width. E.g. vectorize_predicate(enable) may implicitly enable
vectorization, but does (should not?) change the choses vector width.

An interpretation is that loop hint restrict the choices the
LoopVectorize's profitability heuristic can make. If the choices are

(interleave_count=1,vectorize_width=1) // .i.e. don't do anything
(interleave_count=1,vectorize_width=2)
(interleave_count=1,vectorize_width=4)
(interleave_count=2,vectorize_width=1)
(interleave_count=2,vectorize_width=2)
(interleave_count=2,vectorize_width=4)

then vectorize_width(4) only keeps

(interleave_count=1,vectorize_width=4)
(interleave_count=2,vectorize_width=4)

as available options. vectorize_enable(enable), or those that enable
vectorization implicitly, remove the vectorize_width=1 options from
the list.

Another proposal:

3)
vectorize_width(VF) // For fixed vector width.
vectorize_width_at_least(MinVF) // For SVE; alternatives:
vectorize_dynamic, vectorize_scalable.

What are the intended semantics? Does scalable mean "width of MinVF or
more", "any multiple of MinVF", "power-of-2 multiple of MinVF", "any
width of at least MinVF allowed by ARM's SVE"?

Michael

Hi,

So by adding support for scalable vectorisation widths we are effectively
updating the pragma to mirror the existing VectorType class in LLVM,
which is defined by a ElementCount and an element Type. The
ElementCount is a tuple consisting of a minimum number of elements
and a scalable flag. The meaning of 'scalable' as used in the vectorize_width
pragma as identical to that of ElementCount. Using one of my examples
in the initial proposal then this pragma

#pragma clang loop vectorize_width(4, scalable)

would mean the same in LLVM as a VectorType like this:

<vscale x 4 x eltty>

where eltty depends upon the types used in the loop. The 'vscale' parameter
is defined by the target - it is at least 1 and does not have to be a power of 2.

Kind Regards,
David.

I see the motivation, but there are different requirements for
LLVM-internals and user-facing extensions, which is why e.g. clang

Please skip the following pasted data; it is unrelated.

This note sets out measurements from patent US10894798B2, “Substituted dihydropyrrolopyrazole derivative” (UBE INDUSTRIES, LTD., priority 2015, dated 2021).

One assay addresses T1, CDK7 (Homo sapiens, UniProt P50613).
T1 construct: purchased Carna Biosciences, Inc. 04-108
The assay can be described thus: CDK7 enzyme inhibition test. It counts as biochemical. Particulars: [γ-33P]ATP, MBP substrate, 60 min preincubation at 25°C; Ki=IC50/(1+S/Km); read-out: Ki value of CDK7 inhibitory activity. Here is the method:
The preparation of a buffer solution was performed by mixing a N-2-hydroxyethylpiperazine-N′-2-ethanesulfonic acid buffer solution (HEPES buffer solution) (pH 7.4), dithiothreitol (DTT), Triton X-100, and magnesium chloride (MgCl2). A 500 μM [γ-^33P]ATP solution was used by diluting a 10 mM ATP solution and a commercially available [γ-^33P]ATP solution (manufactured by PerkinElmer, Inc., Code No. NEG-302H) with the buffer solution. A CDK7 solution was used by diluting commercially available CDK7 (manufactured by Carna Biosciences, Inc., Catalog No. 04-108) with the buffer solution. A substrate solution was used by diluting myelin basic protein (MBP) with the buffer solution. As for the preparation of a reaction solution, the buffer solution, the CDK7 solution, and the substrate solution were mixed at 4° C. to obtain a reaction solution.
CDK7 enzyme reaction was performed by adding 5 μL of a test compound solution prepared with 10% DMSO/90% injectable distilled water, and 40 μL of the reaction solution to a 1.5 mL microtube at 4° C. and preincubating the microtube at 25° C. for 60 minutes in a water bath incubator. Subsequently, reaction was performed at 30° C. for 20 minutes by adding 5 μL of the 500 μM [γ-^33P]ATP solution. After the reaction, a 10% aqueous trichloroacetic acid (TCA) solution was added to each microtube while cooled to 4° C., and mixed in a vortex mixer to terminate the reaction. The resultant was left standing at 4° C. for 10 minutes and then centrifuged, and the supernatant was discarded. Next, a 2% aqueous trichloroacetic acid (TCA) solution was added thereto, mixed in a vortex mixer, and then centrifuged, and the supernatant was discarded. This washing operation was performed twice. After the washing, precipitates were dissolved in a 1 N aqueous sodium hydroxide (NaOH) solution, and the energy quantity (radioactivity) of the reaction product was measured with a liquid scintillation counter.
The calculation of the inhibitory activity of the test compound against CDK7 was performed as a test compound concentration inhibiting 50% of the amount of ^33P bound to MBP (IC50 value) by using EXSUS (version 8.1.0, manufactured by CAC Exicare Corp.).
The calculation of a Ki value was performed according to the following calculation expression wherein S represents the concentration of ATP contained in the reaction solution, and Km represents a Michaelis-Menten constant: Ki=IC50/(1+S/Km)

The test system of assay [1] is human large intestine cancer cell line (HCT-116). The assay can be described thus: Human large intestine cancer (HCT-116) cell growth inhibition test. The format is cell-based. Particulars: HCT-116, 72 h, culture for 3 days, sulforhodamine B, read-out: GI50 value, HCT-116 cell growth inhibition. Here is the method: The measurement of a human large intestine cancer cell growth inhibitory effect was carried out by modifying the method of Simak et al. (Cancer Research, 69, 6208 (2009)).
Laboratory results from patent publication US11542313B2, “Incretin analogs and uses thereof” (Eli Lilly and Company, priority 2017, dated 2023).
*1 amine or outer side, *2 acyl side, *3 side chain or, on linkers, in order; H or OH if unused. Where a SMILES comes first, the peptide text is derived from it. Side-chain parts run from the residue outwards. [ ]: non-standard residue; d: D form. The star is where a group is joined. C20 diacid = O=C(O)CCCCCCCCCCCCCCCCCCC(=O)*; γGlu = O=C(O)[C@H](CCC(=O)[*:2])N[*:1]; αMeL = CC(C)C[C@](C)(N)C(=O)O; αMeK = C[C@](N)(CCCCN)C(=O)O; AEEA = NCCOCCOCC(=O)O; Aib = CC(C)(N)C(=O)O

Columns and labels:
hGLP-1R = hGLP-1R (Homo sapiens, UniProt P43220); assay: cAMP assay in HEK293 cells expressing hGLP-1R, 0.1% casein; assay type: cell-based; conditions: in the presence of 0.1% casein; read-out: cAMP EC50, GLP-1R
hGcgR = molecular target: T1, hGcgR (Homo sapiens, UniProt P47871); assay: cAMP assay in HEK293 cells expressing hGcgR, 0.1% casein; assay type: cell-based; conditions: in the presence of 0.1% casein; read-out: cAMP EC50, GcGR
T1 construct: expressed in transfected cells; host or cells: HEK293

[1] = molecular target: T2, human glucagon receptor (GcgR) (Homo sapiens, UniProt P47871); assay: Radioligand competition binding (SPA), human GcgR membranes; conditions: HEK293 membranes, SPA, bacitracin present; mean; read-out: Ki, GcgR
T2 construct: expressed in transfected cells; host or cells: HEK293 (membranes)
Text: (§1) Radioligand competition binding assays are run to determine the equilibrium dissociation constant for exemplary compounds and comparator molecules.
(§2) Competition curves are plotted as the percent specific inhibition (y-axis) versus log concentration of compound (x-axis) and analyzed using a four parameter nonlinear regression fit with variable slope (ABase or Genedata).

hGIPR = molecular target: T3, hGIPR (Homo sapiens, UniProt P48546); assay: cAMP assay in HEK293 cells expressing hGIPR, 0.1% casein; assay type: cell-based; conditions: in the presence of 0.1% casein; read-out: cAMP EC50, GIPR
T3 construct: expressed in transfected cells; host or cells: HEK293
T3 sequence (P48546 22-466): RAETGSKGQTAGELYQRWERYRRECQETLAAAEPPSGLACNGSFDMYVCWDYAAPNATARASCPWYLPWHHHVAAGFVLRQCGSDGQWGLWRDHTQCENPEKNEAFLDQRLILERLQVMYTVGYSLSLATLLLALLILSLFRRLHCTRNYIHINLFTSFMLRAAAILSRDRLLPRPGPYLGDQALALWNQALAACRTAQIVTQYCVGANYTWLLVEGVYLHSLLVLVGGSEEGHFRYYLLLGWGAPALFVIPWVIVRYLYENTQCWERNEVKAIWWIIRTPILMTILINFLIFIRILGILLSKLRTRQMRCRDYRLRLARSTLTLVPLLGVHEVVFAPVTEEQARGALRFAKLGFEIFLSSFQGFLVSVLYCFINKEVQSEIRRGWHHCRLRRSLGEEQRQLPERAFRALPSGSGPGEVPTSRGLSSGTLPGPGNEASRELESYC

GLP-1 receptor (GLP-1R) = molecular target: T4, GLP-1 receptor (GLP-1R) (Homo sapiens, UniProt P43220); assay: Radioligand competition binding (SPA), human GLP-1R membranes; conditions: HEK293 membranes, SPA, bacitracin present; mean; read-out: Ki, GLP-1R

does not implement a #pragma ivdep.

The definitions looks fine to me, as long as it is documented without
referring to compiler internals.

Michael

Hi Roger,

Thanks for the suggestion. With regards to possible use cases of a vectorize_style(any)

pragma my thoughts are:

  1. Any existing tests that currently use vectorize_width(#number) were presumably

written with fixed width vectorisation in mind. So it makes sense in those cases

for the default to be fixed width. If the user wants to go back and fix them to explicitly

use scalable vectorisation they can just add vectorize_width(#number, scalable). We

feel that specifying the numeric part of the vectorisation factor without also considering

if the factor is fixed-length or scalable is not a realistic/real world use case. I imagine

that best results will be obtained by letting the vectoriser choose the best pair, i.e.

vectorize_width(4, fixed) or vectorize_width(8, scalable).

  1. However, if the user wants the compiler to choose the best option (fixed or scalable)

then we already have a route for that with vectorize(enable). Similarly when compiling

at -O2 or above the compiler will choose the most profitable option.

Kind Regards,

David.

Hi David,

Thanks a lot for the clarification.

Defaulting to fixed vectorization and having a qualifier that restricts to fixed/scalable vectorization seems very reasonable to me in this context. I can see how a vectorize_style(any) would be unnecessary.

Kind regards,

Missatge de David Sherwood <David.Sherwood@arm.com> del dia dc., 9 de des. 2020 a les 13:49: